The opinion of the court was delivered by: Jennifer L. Thurston United States Magistrate Judge
FINDINGS AND RECOMMENDATION TO DISMISS PETITION FOR WRIT OF HABEAS CORPUS FOR LACK OF JURISDICTION
ORDER DIRECTING OBJECTIONS TO BE FILED WITHIN TWENTY DAYS
Petitioner is a state prisoner proceeding pro se with a petition for writ of habeas corpus pursuant to 28 U.S.C. § 2254.
On May 13, 2010, Petitioner filed the instant petition for writ of habeas corpus, challenging the order of the Kern County Superior Court that terminated Petitioner's "reunification services" on October 22, 2008 and terminated Petitioner's parental rights with his children on February 19, 2009. (Doc. 1). The petition also challenges the state appellate court's refusal to correct the Superior Court's rulings. (Id.). Petitioner contends that he was not given proper notice of the October 22, 2008 hearing and that, while in pre-trial detention in the Kern County jail, he attended a court hearing on February 19, 2009 after which Petitioner's parental rights were terminated. (Doc. 1, p. 10). Petitioner contends that his due process rights were violated by the state court and his attorney in failing to give him proper notice of these hearings. (Id.). Petitioner also argues that the state court order terminating his parental rights should be modified. (Id., p. 18).
A. Procedural Grounds for Summary Dismissal
Rule 4 of the Rules Governing Section 2254 Cases provides in pertinent part: If it plainly appears from the face of the petition and any exhibits annexed to it that the petitioner is not entitled to relief in the district court, the judge shall make an order for its summary dismissal and cause the petitioner to be notified. Hendricks v. Vasquez, 908 F.2d 490, 491 (9th Cir.1990). A district court may entertain a petition for writ of habeas corpus "on behalf of a person in custody pursuant to the judgment of a State court only on the ground that he is in custody in violation of the Constitution or laws or treaties of the United States." 28 U.S.C. S § 2254(a). The Advisory Committee Notes to Rule 8 indicate that the Court may dismiss a petition for writ of habeas corpus, either on its own motion under Rule 4, or pursuant to the Respondent's motion to dismiss, or after an answer to the petition has been filed.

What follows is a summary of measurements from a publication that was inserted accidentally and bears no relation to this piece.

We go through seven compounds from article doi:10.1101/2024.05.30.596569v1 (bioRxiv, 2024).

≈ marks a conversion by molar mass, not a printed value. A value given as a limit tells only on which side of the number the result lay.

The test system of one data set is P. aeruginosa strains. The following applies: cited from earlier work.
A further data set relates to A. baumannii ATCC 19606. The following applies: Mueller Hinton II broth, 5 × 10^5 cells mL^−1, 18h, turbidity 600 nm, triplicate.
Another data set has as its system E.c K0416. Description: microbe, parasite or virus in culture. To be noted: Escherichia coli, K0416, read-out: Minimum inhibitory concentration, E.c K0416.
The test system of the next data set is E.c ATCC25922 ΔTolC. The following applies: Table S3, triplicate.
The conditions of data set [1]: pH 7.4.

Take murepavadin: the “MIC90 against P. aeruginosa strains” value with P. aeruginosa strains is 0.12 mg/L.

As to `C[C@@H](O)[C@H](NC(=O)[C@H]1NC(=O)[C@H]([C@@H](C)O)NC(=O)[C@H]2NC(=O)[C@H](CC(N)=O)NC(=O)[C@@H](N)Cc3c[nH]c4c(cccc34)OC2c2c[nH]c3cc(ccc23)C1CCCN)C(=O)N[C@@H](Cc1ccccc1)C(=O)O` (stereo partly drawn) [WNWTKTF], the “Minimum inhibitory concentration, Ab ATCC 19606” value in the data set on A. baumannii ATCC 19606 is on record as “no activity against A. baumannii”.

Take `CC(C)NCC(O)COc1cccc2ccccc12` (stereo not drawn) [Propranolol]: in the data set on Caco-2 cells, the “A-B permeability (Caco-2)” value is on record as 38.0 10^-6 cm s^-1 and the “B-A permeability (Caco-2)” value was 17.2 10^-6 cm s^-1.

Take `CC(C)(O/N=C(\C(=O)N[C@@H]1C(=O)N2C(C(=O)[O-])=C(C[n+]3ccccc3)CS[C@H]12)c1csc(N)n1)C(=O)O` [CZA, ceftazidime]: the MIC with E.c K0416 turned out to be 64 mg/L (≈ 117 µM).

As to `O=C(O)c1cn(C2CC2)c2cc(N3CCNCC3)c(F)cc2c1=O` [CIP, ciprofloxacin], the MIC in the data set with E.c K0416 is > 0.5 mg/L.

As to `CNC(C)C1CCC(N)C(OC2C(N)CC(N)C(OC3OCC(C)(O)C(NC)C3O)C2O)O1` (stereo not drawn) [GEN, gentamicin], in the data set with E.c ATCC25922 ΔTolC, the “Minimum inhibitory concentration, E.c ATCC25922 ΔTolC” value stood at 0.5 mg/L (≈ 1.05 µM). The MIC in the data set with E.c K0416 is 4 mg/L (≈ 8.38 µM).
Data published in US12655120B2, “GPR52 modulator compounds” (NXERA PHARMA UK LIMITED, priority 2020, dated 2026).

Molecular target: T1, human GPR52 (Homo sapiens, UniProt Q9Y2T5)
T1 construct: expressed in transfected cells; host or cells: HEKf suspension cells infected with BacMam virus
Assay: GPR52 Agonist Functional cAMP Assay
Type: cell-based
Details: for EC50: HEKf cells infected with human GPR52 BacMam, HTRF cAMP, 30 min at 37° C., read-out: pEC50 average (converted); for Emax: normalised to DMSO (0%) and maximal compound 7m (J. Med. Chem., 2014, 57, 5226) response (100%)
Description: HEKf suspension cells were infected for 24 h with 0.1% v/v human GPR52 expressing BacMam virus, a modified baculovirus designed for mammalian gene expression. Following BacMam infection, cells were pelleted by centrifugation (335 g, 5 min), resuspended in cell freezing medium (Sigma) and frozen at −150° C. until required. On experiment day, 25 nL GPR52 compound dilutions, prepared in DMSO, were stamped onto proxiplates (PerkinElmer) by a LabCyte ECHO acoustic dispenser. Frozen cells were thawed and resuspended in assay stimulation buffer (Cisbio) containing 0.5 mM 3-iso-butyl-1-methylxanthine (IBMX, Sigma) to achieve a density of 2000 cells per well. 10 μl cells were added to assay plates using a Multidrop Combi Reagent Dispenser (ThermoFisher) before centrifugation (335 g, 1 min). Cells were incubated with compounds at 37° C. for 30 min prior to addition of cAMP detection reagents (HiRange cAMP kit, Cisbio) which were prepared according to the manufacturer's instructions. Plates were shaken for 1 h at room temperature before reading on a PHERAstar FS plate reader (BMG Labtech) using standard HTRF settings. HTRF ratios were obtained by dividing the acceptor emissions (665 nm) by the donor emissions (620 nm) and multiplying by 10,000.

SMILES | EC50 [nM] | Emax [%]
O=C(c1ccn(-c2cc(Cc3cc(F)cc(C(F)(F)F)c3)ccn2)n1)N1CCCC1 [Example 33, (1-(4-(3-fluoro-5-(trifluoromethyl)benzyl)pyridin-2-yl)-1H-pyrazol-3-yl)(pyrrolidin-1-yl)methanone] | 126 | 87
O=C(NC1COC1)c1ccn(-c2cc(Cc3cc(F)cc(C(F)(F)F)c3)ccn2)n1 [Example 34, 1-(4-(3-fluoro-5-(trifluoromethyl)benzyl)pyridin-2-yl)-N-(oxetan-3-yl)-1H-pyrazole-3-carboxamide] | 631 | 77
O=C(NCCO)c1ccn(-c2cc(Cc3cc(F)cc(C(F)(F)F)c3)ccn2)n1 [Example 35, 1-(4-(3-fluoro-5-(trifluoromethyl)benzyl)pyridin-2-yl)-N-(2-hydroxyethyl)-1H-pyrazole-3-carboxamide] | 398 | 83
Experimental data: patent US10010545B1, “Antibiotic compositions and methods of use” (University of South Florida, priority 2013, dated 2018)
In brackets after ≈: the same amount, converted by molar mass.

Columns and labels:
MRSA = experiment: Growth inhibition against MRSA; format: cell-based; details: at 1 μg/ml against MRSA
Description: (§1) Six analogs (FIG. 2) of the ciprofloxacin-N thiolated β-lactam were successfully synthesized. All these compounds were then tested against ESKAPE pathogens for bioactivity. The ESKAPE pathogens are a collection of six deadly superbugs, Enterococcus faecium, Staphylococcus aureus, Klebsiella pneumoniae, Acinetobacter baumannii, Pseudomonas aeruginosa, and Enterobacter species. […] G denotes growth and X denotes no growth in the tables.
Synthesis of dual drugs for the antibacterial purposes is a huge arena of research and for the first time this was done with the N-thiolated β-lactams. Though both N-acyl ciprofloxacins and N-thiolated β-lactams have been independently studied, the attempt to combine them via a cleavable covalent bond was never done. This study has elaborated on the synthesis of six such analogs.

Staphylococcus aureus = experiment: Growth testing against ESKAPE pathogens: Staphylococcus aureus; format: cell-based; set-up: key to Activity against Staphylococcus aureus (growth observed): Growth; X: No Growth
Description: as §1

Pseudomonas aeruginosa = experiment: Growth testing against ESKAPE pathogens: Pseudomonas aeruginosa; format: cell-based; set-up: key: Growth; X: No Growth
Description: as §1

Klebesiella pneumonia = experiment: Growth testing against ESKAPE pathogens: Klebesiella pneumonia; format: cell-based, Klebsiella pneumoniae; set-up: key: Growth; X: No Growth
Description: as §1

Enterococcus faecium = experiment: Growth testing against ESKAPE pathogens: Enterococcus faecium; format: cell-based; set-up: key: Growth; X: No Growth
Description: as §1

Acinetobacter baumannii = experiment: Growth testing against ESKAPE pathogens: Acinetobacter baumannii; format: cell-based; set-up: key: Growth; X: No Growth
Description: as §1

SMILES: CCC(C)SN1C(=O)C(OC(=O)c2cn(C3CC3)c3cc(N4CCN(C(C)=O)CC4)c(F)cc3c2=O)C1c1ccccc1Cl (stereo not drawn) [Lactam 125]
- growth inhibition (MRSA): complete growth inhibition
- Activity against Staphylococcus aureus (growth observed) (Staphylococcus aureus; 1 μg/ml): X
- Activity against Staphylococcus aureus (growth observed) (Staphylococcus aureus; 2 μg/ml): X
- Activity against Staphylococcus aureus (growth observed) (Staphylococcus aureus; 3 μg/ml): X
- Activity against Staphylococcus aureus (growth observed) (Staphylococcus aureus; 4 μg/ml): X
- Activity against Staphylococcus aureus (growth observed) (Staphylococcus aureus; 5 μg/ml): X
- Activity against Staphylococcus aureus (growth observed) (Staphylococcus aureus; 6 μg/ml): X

B. Lack Of Habeas Jurisdiction Over Child Custody Or Parental Rights Issues
The basic scope of habeas corpus is prescribed by statute. Subsection (c) of Section 2241 of Title 28 of the United States Code provides that habeas corpus shall not extend to a prisoner unless he is "in custody in violation of the Constitution." 28 U.S.C. § 2254(a) states:
The Supreme Court, a Justice thereof, a circuit judge, or a district court shall entertain an application for a writ of habeas corpus in behalf of a person in custody pursuant to a judgment of a State court only on the ground that he is in custody in violation of the Constitution or laws or treaties of the United States.
(emphasis added). See also, Rule 1 to the Rules Governing Section 2254 Cases in the United States District Court. The Supreme Court has held that "the essence of habeas corpus is an attack by a person in custody upon the legality of that custody . . ." Preiser v. Rodriguez, 411 U.S. 475, 484 (1973). Furthermore, in order to succeed in a petition pursuant to 28 U.S.C. § 2254, Petitioner must demonstrate that the adjudication of his claim in state court resulted in a decision that was contrary to, or involved an unreasonable application of, clearly established Federal law, as determined by the Supreme Court of the United ...